Back To CourseEmail Marketing Training
5 chapters | 52 lessons
Beth holds a master's degree in integrated marketing communications, and has worked in journalism and marketing throughout her career.
If you have an email account, chances are you've received a few dozen email blasts today alone. That email from your favorite boutique showing this month's top sellers. An email from your favorite blog highlighting a new post to check out. Another email from a company who wants you to sign up for a contest. Email can be a great way to communicate a message with your customers and keep them engaged in your brand or business.
An email blast is, simply, an email message sent to many subscribers at the same time. It's a quick way to send out information from your brand or business, such as promotions, sales, blog posts, newsletters or more, to your email list subscribers.
That sounds simple, right? But, there are a lot of things that go into that little email message, to make it an effective and efficient way to reach your customers. Let's take a look at some best practices for making the most of your email blast opportunities.
Subject line: It's always best to start with the first thing people will see upon receiving your email - that is, the subject line that tells them what the email is all about. Crafting a good subject line is no small task; it can mean the difference between a recipient opening, viewing, and engaging with your brand or deleting it without even checking the contents. A short subject line is good, and a short subject line that is clever, funny or intriguing is better. If you're offering an incentive in your email such as a limited-time promotion, sale, coupon or special offer, making that clear in the subject line can be key to getting the rest of your message seen.
Text: This is where the message you're trying to convey should shine through. What is the purpose of your email? Is it to entice people to make a purchase? Showcase a new feature on your website? Whatever the reason, fill your email with appropriate text, graphics, and photos that drive home the point of the email. Don't try to do too much or cover too many topics. Keep the text short and engaging. Explain how the new feature or product you're trying to sell can benefit the viewer. Use visuals to enhance, not detract, from your message.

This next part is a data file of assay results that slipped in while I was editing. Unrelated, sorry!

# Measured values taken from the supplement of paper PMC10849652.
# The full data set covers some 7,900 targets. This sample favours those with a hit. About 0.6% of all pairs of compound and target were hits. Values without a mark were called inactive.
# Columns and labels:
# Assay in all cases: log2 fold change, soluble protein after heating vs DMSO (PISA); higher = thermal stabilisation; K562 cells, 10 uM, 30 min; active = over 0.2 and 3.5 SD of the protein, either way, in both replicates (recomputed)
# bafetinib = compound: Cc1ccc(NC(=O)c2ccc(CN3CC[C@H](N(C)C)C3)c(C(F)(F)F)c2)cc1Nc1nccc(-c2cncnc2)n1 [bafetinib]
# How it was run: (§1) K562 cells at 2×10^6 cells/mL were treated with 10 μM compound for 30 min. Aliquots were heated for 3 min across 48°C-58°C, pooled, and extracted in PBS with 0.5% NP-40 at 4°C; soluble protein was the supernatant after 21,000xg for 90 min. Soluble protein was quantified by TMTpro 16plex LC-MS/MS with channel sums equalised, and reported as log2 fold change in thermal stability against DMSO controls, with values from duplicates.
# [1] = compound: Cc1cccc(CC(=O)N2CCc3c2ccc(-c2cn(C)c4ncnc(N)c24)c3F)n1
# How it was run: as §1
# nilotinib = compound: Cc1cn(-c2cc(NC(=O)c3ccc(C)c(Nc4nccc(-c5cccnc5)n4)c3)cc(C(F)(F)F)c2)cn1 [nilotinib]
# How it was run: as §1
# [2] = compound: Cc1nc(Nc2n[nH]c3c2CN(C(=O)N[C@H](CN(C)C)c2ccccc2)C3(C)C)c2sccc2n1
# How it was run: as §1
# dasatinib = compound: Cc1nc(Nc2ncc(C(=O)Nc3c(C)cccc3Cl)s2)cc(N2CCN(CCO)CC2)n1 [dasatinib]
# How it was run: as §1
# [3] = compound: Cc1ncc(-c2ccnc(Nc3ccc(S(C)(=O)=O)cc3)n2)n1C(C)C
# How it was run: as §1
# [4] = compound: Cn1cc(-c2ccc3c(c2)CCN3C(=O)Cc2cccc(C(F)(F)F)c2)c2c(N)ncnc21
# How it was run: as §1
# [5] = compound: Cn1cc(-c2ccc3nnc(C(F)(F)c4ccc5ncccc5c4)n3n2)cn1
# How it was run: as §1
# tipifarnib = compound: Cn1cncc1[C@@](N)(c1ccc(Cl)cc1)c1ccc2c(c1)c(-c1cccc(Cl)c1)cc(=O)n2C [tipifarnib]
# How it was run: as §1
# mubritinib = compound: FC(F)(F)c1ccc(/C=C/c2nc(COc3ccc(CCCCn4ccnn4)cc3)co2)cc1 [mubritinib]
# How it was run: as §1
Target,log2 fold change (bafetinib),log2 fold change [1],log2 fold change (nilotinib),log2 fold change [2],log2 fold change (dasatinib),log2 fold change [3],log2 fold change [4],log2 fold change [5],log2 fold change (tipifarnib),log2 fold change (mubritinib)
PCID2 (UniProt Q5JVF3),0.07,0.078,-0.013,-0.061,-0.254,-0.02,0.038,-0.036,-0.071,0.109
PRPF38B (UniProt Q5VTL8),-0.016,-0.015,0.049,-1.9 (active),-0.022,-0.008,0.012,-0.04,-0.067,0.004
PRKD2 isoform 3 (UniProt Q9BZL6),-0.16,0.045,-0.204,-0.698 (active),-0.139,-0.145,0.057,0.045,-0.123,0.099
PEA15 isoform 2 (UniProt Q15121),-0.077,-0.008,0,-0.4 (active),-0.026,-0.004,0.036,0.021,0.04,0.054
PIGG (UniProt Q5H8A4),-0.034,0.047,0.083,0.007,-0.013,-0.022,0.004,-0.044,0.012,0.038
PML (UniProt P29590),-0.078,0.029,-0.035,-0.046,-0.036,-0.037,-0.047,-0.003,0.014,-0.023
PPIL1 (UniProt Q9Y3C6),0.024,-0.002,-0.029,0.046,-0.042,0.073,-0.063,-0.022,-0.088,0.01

Call-to-Action: A Call-to-Action button is just a clickable button in your message that drives viewers to do whatever you want them to do. For example, it might say 'Buy Now!' or 'Sign Me Up!' depending on whether you're trying to sell a product or earn more subscribers, respectively. The Call-to-Action should be clear, enticing, and easily spotted. Don't bury your Call-to-Action button at the bottom of the email, make it too small or have it blend it too closely with the rest of your email.
Other things to include: It's always a good idea to include your social media buttons in your emails, as well as your contact details for more information. Also, consider adding a feature so that viewers can share your email with their friends and family. You might earn new business along the way with this one simple addition. And, though you never want someone to unsubscribe from your email blasts, always include an option for recipients to opt-out. It's the responsible thing to do.